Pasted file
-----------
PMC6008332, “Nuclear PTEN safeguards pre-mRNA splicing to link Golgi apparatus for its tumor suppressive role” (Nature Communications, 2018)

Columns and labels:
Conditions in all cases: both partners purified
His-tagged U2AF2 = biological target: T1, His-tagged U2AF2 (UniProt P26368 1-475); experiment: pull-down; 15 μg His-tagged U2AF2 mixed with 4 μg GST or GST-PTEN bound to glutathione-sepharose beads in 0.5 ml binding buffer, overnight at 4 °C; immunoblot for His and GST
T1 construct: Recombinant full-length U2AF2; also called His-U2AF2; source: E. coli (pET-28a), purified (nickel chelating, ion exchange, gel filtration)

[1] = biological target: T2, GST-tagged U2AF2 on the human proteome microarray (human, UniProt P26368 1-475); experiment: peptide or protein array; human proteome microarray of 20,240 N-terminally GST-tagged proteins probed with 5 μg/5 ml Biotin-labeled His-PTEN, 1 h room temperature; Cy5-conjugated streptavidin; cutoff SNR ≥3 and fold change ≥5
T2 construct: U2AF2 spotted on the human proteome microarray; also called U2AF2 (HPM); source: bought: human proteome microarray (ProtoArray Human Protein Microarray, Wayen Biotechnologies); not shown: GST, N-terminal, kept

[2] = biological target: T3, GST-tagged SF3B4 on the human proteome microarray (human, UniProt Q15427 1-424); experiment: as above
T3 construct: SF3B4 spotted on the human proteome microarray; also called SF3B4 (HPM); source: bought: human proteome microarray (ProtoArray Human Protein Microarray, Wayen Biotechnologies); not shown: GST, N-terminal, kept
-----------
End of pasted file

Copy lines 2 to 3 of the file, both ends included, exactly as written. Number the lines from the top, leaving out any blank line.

Columns and labels:
Conditions in all cases: both partners purified